This comparison of average proficiency levels masks the fact that some of the racial and ethnic achievement gaps might be explained by differences in income, school quality, and other factors. Both nationally and within the Greater Washington area, gaps in test scores by racial and ethnic groups are rooted in structural and historical racism and inequality, particularly in the areas of schooling and housing.
Figure 10. Ninth-grade promotion rate, by jurisdiction, SY 2017-18
On-time graduation is measured by the percentage of students who complete high school within four years.39 Among students who do not graduate on time, some may re-enroll in another grade; some may participate in other education options, such as earning a GED, earning community college credits, or pursuing an industry recognized certification; and others may simply drop out.
Enrolling in postsecondary education is a critical marker of progress toward obtaining a high-quality job,42 and it often benefits one’s academic and personal development as well. However, even if students enroll in postsecondary education, they face a number of challenges that frequently prevent them from obtaining a postsecondary degree.43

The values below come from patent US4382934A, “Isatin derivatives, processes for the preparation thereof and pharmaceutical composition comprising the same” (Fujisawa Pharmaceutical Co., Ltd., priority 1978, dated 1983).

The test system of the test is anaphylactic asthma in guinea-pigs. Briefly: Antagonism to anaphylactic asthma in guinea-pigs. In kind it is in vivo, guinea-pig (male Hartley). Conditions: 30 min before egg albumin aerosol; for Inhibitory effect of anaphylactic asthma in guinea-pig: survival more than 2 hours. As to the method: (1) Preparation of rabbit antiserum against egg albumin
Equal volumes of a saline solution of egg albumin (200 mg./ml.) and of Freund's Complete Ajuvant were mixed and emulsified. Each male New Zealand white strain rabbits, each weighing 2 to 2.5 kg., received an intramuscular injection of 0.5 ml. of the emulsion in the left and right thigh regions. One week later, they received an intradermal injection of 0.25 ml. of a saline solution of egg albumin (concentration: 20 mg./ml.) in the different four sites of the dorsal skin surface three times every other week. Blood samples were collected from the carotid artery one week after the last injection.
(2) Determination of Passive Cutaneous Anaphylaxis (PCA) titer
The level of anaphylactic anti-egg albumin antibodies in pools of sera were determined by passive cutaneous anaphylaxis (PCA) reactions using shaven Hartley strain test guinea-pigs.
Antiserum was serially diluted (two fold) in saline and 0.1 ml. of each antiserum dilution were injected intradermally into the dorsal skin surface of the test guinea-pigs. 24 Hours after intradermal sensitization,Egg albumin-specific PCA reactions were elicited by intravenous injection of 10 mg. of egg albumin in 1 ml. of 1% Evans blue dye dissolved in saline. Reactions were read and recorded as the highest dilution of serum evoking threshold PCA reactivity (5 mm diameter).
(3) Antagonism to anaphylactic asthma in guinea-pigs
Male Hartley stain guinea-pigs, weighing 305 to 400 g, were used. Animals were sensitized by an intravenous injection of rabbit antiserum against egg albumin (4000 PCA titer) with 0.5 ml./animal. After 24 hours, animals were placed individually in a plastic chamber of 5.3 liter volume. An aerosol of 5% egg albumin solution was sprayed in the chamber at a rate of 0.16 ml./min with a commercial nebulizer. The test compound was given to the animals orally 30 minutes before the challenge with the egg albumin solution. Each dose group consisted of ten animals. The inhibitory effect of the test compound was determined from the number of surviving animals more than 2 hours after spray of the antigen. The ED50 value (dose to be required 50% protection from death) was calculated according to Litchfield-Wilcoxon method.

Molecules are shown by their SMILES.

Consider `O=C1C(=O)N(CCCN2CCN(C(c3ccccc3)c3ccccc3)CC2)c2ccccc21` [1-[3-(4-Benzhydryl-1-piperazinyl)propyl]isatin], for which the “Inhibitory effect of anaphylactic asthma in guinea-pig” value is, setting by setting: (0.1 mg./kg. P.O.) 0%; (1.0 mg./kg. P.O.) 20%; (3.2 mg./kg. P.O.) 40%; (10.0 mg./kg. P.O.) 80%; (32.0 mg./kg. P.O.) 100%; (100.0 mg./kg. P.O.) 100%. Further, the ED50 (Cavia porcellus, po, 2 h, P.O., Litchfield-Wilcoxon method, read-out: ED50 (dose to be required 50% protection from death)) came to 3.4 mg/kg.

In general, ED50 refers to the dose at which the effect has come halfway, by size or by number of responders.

Data used to measure college enrollment in the Greater Washington region include the number of students who graduated from high school in 2016 and enrolled in a postsecondary education institution within 16 months of graduation.
Some young people—commonly referred to as “opportunity youth”—are neither in school nor employed, leaving them disconnected from the paths likely to lead to economic self-sufficiency. Reasons for young people’s disconnection from the labor market and schooling may include lack of access to opportunities and resources that would enable them to be engaged in school or work. Other reasons include involvement in the criminal justice system, family responsibilities (including parenthood and pregnancy), or chronic disabilities. Communities that do not address barriers that young people might face in their efforts to gain employment or continue their schooling will not benefit from the contributions that these young people have the potential to offer.44
Today, many youth and young adults follow paths other than enrolling in full- or part-time postsecondary education immediately after high school. Instead, they may obtain full- or part-time work (including training, internships, apprenticeships, or military service), or experience brief unemployment before reaching a level of financial stability.
Figure 11. Opportunity youth ages 16-19, not enrolled in school, not employed, and not in the labor force, by jurisdiction, 2010 and 2017
While the percentage of opportunity youth across the region is relatively low and did not change significantly from 2010 to 2017, individual jurisdictions have seen their percentages change markedly.